Arab leaders and other dignitaries prayed Wednesday over the body of United Arab Emirates President Sheik Zayed bin Sultan Al Nahyan (search), paying final respects to a man who transformed his desert country into an oil and business hub.

Outside the Sheik Sultan bin Zayed Mosque, thousands of Emiratis lining the streets set aside Qurans they were reading and put down posters of Sheik Zayed to say the prayers.

Afterward, men in their traditional white robes mobbed the van carrying Sheik Zayed, who died Tuesday at 86, away for burial.

Many streets in the capital were closed to traffic for the brief and modest prayer service, which was televised live nationally and on Arab satellite stations that broke away from U.S. election coverage.

A cause of death has not been released for Sheik Zayed, who led the unification and modernization of the seven tiny emirates on the eastern edge of the Arabian Peninsula.

After Wednesday prayers, his body was taken to Zayed Grand Mosque, one of the world's largest, for burial.

Later, Sheik Zayed's eldest son, Sheik Khalifa bin Zayed Al Nahyan (search), was chosen to succeed him as UAE president, the official Emirates news agency WAM reported.

The decision was taken by the Supreme Council — which comprises the leaders of the seven constituent emirates, their brothers and their crown princes, WAM said.

Sheik Khalifa, crown prince of Abu Dhabi (search) since 1969, automatically became ruler of the largest and wealthiest emirate upon his father's death. The Supreme Council vote made him president of all seven emirates.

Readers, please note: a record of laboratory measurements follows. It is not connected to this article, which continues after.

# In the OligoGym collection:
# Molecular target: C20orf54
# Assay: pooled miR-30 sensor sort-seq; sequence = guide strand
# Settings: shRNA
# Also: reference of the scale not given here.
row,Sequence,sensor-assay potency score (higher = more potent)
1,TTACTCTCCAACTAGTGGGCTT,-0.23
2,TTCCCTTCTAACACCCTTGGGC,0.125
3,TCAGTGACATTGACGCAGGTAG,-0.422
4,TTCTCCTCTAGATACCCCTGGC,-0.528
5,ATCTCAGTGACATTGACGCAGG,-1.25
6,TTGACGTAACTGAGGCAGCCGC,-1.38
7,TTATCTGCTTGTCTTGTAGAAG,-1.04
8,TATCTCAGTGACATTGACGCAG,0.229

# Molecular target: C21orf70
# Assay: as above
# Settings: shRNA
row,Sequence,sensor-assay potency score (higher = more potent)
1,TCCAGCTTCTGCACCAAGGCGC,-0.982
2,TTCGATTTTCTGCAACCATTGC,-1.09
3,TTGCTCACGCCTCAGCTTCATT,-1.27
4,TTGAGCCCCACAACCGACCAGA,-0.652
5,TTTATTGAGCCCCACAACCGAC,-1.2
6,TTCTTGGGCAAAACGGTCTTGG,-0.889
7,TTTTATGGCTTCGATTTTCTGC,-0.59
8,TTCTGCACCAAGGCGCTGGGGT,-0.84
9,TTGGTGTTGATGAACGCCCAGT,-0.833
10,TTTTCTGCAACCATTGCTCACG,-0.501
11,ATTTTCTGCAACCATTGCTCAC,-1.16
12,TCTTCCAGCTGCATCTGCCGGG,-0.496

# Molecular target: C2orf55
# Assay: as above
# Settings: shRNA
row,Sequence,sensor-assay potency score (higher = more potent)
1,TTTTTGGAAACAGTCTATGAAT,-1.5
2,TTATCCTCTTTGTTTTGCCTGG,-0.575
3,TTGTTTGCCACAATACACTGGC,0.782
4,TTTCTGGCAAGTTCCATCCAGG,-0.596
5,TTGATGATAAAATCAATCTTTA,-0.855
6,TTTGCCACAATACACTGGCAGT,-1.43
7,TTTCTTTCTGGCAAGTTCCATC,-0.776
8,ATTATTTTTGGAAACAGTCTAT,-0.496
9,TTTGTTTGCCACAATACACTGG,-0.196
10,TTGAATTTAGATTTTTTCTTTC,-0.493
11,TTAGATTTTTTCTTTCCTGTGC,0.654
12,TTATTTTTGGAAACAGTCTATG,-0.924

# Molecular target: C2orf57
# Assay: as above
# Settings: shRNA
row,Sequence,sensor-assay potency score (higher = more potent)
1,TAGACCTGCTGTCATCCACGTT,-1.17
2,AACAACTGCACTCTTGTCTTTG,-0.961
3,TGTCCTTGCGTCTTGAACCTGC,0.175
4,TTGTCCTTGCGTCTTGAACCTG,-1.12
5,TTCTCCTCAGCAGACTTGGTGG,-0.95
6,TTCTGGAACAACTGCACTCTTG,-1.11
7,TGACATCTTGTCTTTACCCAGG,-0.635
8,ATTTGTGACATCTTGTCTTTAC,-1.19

He is seen as a competent administrator and an expert on oil, but he lacks his father's charisma. Sheik Khalifa was president of the Supreme Petroleum Council, which devises oil policy for the Emirates, and was deputy supreme commander of the armed forces.

He was born in 1948 in the oasis of Al Ain, where his father was provincial governor, and attended Britain's Sandhurst military academy.

Businesses were shut Wednesday and flags flew at half-staff as the Emirates began 40 days of mourning for Sheik Zayed, who was among the world's wealthiest rulers and was remembered fondly by many as a generous patriarch.

"Sheik Zayed was not just the president of the UAE, he was our father, our guide and our leader," said Humaid Issa al-Ali, a 46-year-old gas company manager. "Thanks to him, we live the way we do today, in prosperity and peace."

The president, who had a kidney transplant in 2000, had been ailing for several years and was largely out of the public eye.

In homage to the respected leader, Iraq, Bahrain and the Palestinian Authority also declared three days of mourning. Jordan declared Wednesday a day of mourning.

The funeral was attended by Arab dignitaries, including Saudi Crown Prince Abdullah (search), Jordan's King Abdullah II (search) and Iraq President Ghazi al-Yawer (search), as well as leaders from Pakistan, Afghanistan and Algeria.

Condolences also came from the United States, Britain, Germany and other nations.

Prince Charles, Prince Andrew and British Defense Secretary Geoff Hoon left Britain on Wednesday for the United Arab Emirates to offer their condolences.

Sheik Zayed became the ruler of Abu Dhabi in 1966, four years after the emirate first began exporting the oil it discovered off its shores.

He was credited with forging close ties with the United States and the West during his rule, which stretched back to its 1971 founding after winning independence from Britain.

Today, the country — with a population of around 850,000 Emiratis and 2.6 million foreign expatriates and workers — is a leading member of the Organization of Petroleum Exporting Countries (search), the world's ninth-biggest oil producer and fifth-biggest oil exporter.

The country also has sought to diversify its economy, becoming a center for banking and finance.